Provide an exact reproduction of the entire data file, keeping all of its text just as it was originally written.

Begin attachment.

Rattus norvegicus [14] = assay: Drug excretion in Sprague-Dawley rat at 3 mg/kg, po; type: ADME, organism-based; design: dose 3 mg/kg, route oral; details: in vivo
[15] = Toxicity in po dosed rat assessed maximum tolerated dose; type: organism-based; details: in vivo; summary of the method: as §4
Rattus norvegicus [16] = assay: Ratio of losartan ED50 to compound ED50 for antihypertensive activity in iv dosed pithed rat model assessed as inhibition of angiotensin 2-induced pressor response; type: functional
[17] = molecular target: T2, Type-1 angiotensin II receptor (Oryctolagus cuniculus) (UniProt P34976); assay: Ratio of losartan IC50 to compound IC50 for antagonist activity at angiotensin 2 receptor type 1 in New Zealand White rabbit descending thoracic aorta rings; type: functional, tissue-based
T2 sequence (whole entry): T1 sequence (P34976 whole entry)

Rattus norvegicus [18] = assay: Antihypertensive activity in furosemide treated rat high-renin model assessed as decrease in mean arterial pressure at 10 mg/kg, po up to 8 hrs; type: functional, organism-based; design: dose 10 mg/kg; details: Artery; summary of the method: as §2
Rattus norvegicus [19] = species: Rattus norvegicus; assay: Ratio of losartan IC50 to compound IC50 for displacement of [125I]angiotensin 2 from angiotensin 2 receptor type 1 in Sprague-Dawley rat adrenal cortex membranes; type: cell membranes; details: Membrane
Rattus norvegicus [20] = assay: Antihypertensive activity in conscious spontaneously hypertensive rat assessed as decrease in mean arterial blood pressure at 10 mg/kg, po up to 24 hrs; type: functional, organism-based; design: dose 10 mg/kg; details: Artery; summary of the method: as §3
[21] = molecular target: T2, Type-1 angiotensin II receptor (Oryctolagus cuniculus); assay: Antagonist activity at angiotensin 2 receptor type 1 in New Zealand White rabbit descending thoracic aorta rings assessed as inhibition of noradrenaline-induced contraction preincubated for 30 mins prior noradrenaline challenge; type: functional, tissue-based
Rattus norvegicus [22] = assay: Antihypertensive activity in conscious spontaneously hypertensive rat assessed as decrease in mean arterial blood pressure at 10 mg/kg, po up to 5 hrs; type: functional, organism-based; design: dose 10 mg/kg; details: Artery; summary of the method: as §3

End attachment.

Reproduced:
Rattus norvegicus [14] = assay: Drug excretion in Sprague-Dawley rat at 3 mg/kg, po; type: ADME, organism-based; design: dose 3 mg/kg, route oral; details: in vivo
[15] = Toxicity in po dosed rat assessed maximum tolerated dose; type: organism-based; details: in vivo; summary of the method: as §4
Rattus norvegicus [16] = assay: Ratio of losartan ED50 to compound ED50 for antihypertensive activity in iv dosed pithed rat model assessed as inhibition of angiotensin 2-induced pressor response; type: functional
[17] = molecular target: T2, Type-1 angiotensin II receptor (Oryctolagus cuniculus) (UniProt P34976); assay: Ratio of losartan IC50 to compound IC50 for antagonist activity at angiotensin 2 receptor type 1 in New Zealand White rabbit descending thoracic aorta rings; type: functional, tissue-based
T2 sequence (whole entry): T1 sequence (P34976 whole entry)

Rattus norvegicus [18] = assay: Antihypertensive activity in furosemide treated rat high-renin model assessed as decrease in mean arterial pressure at 10 mg/kg, po up to 8 hrs; type: functional, organism-based; design: dose 10 mg/kg; details: Artery; summary of the method: as §2
Rattus norvegicus [19] = species: Rattus norvegicus; assay: Ratio of losartan IC50 to compound IC50 for displacement of [125I]angiotensin 2 from angiotensin 2 receptor type 1 in Sprague-Dawley rat adrenal cortex membranes; type: cell membranes; details: Membrane
Rattus norvegicus [20] = assay: Antihypertensive activity in conscious spontaneously hypertensive rat assessed as decrease in mean arterial blood pressure at 10 mg/kg, po up to 24 hrs; type: functional, organism-based; design: dose 10 mg/kg; details: Artery; summary of the method: as §3
[21] = molecular target: T2, Type-1 angiotensin II receptor (Oryctolagus cuniculus); assay: Antagonist activity at angiotensin 2 receptor type 1 in New Zealand White rabbit descending thoracic aorta rings assessed as inhibition of noradrenaline-induced contraction preincubated for 30 mins prior noradrenaline challenge; type: functional, tissue-based
Rattus norvegicus [22] = assay: Antihypertensive activity in conscious spontaneously hypertensive rat assessed as decrease in mean arterial blood pressure at 10 mg/kg, po up to 5 hrs; type: functional, organism-based; design: dose 10 mg/kg; details: Artery; summary of the method: as §3